Dir. John Ford. Starring Ben Johnson, Ward Bond, Harry Carey, Jr.
Travis (Johnson) has decided, a little foolishly, to check out a geographical formation in the distance. He’s not sure where he is, though Sandy (Carey) seems to vaguely remember it. Predictably, Travis rides into a small band of Navajo who give chase to him. The chase itself is a great action sequence; the difference between Ben Johnson, a sensational horseback rider, and some stuntman we can only see from the back or at a distance is serious. Travis is leading the Navajo back to the wagon train, where he knows that the Mormons he’s guiding – as well as the posse of outlaws they’re accidentally harboring – is armed and ready to protect him. It seems that we will get an inevitable showdown in which some people are shot and killed. But Elder Wiggs (Bond) has a different idea.
The men of the posse raise their rifles and pistols; Wiggs orders them to stand down. He asks Travis if he knows any Navajo, finds out that Sandy is his man, and then calls him to the front of the column. Wiggs, Travis, and Sandy walk out to the Navajo, who have caught up by now and, like the Mormons, have yet to open fire. Travis and Sandy, on Wiggs’ orders, drop their guns. The conversation that follows is friendly enough. The Navajo leader (Jim Thorpe – if not Navajo, an honest to God Native American) is of the opinion that all white men are thieves, but that the Mormons are lesser thieves than the average white men. (Wiggs laughs at this, saying that this proves the Indian is nobody’s fool.) There’s an unspoken kinship between the two groups. Both of them have historically been pushed out by more powerful folks with a much stronger prejudicial feeling. These are people who have been victimized at the hands of the same oppressors. And one band of resistance to another, the Navajo decide to take the Mormons in for the night.
It’s a totally unexpected event for the film; I was halfway through a deep sigh at the inevitable white man/red man conflict that I’d hoped the film would skip over. But it ends in a ceremonial dance instead, one that even the oldest and crustiest Mormon, Elder Perkins (Russell Simpson) finds himself part of by the end of the night. It’s a touch idealistic, maybe even naive, but Ford’s message is pretty clear and deeply attractive. There’s no reason these groups have to devolve into gunfire and senseless killing, and Ford doesn’t invent any reasons for them to do so. It matters more in Wagon Master that people are useful to one another than what the differences between them might be; when one of the outlaws assaults a Navajo woman, the retribution by the Mormons is immediate and fierce. Above the objections of the leader of the Clegg gang, Uncle Shiloh (Charles Kemper), Wiggs has the offending man tied to a wheel and flogged. There’s no indication that the Navajo and Mormons will meet again, but while they interact they are neighborly, and they leave each other on good terms.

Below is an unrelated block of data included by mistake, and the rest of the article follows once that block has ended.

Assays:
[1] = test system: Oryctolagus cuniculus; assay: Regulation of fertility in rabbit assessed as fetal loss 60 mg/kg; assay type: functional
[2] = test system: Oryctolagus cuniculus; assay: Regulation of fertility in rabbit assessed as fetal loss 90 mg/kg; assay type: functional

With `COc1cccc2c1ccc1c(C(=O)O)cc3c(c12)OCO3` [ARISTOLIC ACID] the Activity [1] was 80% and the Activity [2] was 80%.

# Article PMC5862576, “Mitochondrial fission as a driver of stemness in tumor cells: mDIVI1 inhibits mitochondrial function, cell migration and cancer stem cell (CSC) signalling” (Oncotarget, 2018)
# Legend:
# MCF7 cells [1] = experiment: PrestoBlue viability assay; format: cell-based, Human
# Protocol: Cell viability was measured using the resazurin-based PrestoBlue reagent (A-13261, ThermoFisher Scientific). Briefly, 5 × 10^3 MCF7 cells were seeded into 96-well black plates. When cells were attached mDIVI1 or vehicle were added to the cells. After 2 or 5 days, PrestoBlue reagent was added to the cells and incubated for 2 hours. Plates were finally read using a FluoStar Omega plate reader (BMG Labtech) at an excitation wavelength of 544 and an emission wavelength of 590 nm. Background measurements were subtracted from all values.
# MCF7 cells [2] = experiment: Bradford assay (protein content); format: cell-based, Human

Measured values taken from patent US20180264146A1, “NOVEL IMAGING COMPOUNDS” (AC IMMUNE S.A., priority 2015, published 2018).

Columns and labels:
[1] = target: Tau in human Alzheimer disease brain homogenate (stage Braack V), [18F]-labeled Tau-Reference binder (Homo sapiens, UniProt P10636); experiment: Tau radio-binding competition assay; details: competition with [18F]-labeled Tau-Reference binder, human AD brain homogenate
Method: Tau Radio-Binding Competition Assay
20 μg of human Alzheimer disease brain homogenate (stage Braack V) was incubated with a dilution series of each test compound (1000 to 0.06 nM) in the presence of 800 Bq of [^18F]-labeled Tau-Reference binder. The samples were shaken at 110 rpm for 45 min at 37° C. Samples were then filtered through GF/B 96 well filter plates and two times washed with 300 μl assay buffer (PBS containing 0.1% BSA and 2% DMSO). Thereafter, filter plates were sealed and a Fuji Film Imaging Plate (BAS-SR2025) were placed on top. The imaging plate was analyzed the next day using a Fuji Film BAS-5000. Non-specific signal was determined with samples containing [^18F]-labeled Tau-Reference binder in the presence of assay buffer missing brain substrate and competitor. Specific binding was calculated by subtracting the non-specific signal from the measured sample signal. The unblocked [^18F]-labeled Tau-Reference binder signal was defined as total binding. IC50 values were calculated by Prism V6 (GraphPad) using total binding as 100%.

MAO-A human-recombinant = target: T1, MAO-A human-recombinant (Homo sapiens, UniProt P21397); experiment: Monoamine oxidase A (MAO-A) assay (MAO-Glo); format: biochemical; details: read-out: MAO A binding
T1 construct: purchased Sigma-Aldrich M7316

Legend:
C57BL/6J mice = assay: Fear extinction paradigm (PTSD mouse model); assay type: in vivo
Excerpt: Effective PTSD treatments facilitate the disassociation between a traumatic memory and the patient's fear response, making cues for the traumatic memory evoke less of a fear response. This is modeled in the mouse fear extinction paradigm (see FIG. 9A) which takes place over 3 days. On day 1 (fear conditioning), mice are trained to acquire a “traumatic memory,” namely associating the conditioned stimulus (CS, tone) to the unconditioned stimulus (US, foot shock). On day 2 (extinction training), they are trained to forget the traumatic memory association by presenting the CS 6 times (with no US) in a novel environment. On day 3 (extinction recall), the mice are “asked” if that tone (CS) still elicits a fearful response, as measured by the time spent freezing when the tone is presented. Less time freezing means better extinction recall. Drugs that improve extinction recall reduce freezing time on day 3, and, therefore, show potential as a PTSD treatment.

Fittingly, the only real gunplay in the film comes when Travis and Sandy, neither of whom are much in the way of gunfighters, manage to shoot down the Clegg gang. The fight happens at close range, and only some quick work from Travis in particular manages to win the day for the Mormons and their wagon masters. There are some people, Ford argues, that cannot be reasoned with or talked to. The Navajo, despite the language barrier, were open to the Mormons because they were non-aggressive. The Clegg band can make no such statements. They came into the Mormon camp during an impromptu dance and made it known, by bearing if not necessarily by words, that they were invaders. Travis put up with them until Uncle Shiloh begins to actively threaten the lives of other people – specifically, Wiggs – and that’s when the two of them strike. Ford, so strongly influenced by World War II, must have had Hitler on his mind. Uncle Shiloh is no Hitler, obviously. He’s a small-time bank robber and murderer, the kind that infests the Wild West in pictures like these. But Ford looks at his chief villain in this picture and sees a man who cannot be persuaded to do right or have his mind changed. Those men are the most dangerous; indeed, these are the only men we ought to shoot down. Travis doesn’t even grant full personhood to Uncle Shiloh and the Cleggs. After Travis and Sandy manage to kill the band, which outnumber them, Wiggs is a little surprised. He gruffly reminds Travis that he’d said he’d never drawn on anyone. No sir, Travis replies, only snakes.